Harriet Marble‘s story was nearly lost. She doesn’t get a mention on this historical marker – even though she developed this medical and pharmacy center:
In 2009, though, an electrician doing work at her former home found some of her belongings in the attic. The building’s owner, Jim McKeighen, got curious – there was correspondence between Marble and Madame C.J. Walker, the first African-American woman to become a millionaire. I came across a newspaper story of what he found, when I was trying to find any trace of Marble after reading a small biographical entry for her in an old book.
Marble was born in 1885, and she was an early African-American woman pharmacist. She became a very successful businesswoman in Kentucky, and was served as Vice President of the National Medical Association. Check out her Wikipedia page – there’s not much to be found out about her on the internet, but there’s enough to know she led a fascinating life! I couldn’t find a photo – I hope someone does some digging and finds one.
A second new scientist added to Wikipedia this round is a Canadian-born, African-American entomologist, Jessica Ware. I first read about Ware in the terrific, Memoirs of Black Entomologists, and you might have seen her in the media – she was a featured scientist at the D.C. March for Science. She is an expert in dragonflies and has done highly cited work on phylogenomics of insect evolution. People from her lab responded to the request for a photo – thanks, Ware Lab!
In other news, Alma Levant Hayden, likely the first African-American FDA scientist, was featured for a day on the Wikipedia main page (here’s the screenshot). Her Wikipedia page got nearly 12,000 views that day, and nearly 6,000 the day after! Which was enough for her to make the Wikipedia “Did you know?” page view leaders’ list for June 2017.
And there’s more to check out since the last post.
New images slideshow
Hilyard Robinson (1899-1986), architect and engineer, who was influenced by his time in Europe – first as a soldier in World War I, then studying there, including Bauhaus style. Among his notable work is designing the Langston Terrace Dwellings, as part of FDR’s social works projects.
Juanita Merchant is a physiologist and professor at the University of Michigan, who has contributed to understanding the stomach’s response to chronic inflammation.
Jessica Ware – entomologist, discussed above.
Anne-Marie Imafidon (b. 1990), a mathematics, computing, and languages child prodigy, entered Oxford University at age 15, becoming its youngest-ever master’s degree graduate at 19. She launched, and is CEO of, Stemettes, an English social enterprise encouraging young girls’ interest in STEM careers.
Featured scientist needing an image
New scientists’ pages on Wikipedia
Some more scientists Wikipedians have added:
Sheila Miyoshi Jager (b. 1963) is an anthropologist and professor of East Asian Studies at Oberlin College.
Malado Kaba (b. 1971) is an economist who is finance minister in Guinea. (Needs a photo.)
Pilai Poonswad (b. 1946) is an ornithologist and biologist, and professor at Mahidol University, Thailand. She recruited poachers to help conserve declining hornbills and their forest habitat. (Her page needs a photo, too.)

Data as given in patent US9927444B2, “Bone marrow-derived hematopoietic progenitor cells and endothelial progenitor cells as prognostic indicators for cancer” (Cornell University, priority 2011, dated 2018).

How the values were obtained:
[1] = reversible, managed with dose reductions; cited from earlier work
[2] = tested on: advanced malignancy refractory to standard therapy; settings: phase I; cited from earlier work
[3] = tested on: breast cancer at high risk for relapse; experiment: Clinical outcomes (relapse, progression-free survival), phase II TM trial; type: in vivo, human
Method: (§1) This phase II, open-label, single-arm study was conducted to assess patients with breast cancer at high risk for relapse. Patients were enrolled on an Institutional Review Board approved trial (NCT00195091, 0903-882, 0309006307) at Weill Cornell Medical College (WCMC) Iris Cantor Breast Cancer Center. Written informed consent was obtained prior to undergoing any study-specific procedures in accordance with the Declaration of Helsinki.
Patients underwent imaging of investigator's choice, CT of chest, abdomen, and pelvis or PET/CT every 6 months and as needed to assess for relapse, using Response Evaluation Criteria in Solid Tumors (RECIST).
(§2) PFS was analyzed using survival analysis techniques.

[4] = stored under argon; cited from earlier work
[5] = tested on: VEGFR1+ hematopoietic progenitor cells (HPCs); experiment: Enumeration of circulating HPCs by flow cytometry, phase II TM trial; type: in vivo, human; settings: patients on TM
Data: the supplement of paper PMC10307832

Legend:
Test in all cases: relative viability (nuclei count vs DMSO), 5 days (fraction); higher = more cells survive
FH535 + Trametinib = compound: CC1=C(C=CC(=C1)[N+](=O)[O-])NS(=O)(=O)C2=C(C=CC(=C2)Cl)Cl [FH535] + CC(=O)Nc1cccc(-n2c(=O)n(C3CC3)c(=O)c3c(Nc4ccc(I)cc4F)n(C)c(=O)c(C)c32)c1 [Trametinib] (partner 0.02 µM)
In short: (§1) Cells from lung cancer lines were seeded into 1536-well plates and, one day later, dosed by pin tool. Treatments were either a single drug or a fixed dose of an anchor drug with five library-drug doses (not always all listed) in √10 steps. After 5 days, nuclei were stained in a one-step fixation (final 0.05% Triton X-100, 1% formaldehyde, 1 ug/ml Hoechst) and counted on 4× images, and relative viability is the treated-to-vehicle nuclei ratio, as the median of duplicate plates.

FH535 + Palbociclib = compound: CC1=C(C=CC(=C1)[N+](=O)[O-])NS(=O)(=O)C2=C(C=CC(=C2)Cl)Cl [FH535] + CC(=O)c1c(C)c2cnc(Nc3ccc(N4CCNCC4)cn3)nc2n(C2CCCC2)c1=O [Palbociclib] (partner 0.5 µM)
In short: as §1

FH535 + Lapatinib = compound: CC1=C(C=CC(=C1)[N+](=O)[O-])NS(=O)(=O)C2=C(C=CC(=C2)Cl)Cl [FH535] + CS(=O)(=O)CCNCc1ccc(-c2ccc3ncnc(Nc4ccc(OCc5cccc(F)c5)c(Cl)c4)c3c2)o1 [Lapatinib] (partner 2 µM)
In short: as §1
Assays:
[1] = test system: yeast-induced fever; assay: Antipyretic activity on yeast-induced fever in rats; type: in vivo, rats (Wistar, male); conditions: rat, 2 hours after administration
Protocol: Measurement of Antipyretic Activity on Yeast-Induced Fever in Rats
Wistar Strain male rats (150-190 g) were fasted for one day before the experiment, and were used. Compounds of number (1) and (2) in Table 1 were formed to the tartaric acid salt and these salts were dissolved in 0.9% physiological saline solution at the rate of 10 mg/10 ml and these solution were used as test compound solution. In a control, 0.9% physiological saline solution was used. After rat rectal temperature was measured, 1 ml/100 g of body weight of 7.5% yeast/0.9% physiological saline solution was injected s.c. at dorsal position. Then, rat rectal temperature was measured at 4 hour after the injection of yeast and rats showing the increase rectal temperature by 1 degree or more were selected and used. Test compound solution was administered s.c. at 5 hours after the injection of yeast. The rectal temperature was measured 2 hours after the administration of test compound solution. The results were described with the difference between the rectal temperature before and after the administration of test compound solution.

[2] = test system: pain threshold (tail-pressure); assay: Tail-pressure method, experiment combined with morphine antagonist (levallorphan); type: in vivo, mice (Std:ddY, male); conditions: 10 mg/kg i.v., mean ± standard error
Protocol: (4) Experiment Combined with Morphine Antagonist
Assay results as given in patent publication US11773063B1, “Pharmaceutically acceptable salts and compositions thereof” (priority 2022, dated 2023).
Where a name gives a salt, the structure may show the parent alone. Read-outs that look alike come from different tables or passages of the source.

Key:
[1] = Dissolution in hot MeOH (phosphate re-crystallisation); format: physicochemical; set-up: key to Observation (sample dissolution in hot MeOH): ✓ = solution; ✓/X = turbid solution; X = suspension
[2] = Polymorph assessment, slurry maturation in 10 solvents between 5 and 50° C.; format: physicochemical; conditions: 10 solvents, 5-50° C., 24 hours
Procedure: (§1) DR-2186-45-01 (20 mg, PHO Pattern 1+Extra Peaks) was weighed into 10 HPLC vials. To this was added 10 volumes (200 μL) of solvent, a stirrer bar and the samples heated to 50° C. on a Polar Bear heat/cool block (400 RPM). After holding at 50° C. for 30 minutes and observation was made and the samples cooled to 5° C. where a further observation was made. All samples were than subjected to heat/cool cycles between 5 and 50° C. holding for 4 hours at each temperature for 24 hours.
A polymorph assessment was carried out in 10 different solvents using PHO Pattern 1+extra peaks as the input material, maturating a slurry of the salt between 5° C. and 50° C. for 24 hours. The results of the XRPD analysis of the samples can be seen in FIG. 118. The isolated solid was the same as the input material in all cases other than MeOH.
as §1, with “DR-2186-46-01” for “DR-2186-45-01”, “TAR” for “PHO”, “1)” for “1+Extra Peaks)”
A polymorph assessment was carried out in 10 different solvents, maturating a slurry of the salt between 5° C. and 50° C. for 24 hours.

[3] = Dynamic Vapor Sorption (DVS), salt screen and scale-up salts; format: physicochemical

Cecilia Lo studies congenital heart defects. She’s a professor and chair of the Developmental Biology Department at the University of Pittsburgh. (Photo needed.)
Maria Fernanda Botelho, born in Portugal, is a mathematician and professor at the University of Texas. (Her page needs a photo.)
Bridget Terry Long is an African-American economist and professor at Harvard, and former chair of the National Board of Education Science. (Her page needs a photo, too.)
Sian Proctor is an African-American geologist, science communicator and educator, who almost made it into NASA’s astronaut program.
Other faces slideshow
While looking for scientists’ faces, you come across others who are missing from Wikipedia that need to be added. Lately, they included:
Virginia Randolph (1870-1958), her parents had been enslaved – she was born 9 years after the end of the Civil War. Randolph had an extraordinary career as an innovative educator, “creating a successful formula based on practicality, creativity, and involvement of parents and community”.
Richard Theodore Greener (1844-1922), was the first African-American graduate at Harvard and dean of its School of Law, who became a diplomat, serving in Russia during the Russo-Japanese war.
Charlotte Louise Bridges Forten Grimké (1837-1914), anti-slavery activist, poet, and educator, from a prominent African-American family. During the Civil War, she was present when the all-Black 54th Regiment stormed Fort Wagner. Grimké participated in her minister husband’s work, and chronicled her life and times.
J. Vance Lewis (?-1925) was enslaved, freed as a result of the Emancipation when he was about 10. He became a lawyer, admitted to the bar of the U.S. Supreme Court. Lewis wrote an autobiography.
Mary Burnett Talbert (1866-1923) was one of the most famous African-Americans of her time. She was an educator, orator, civil rights and anti-lynching activist, suffragist, and reformer. Talbert graduated from Oberlin College, the only African-American student there at the time. She was one of the founders, along with W.E.B. DuBois, of the Niagara Movement, a pioneering civil rights group.
Edward Elder Cooper (1859-1908), born into slavery, became one of the first African-American publishers, publishing the first illustrated black newspaper in the U.S., the Indianapolis Freeman and later the DC paper, The Colored American.
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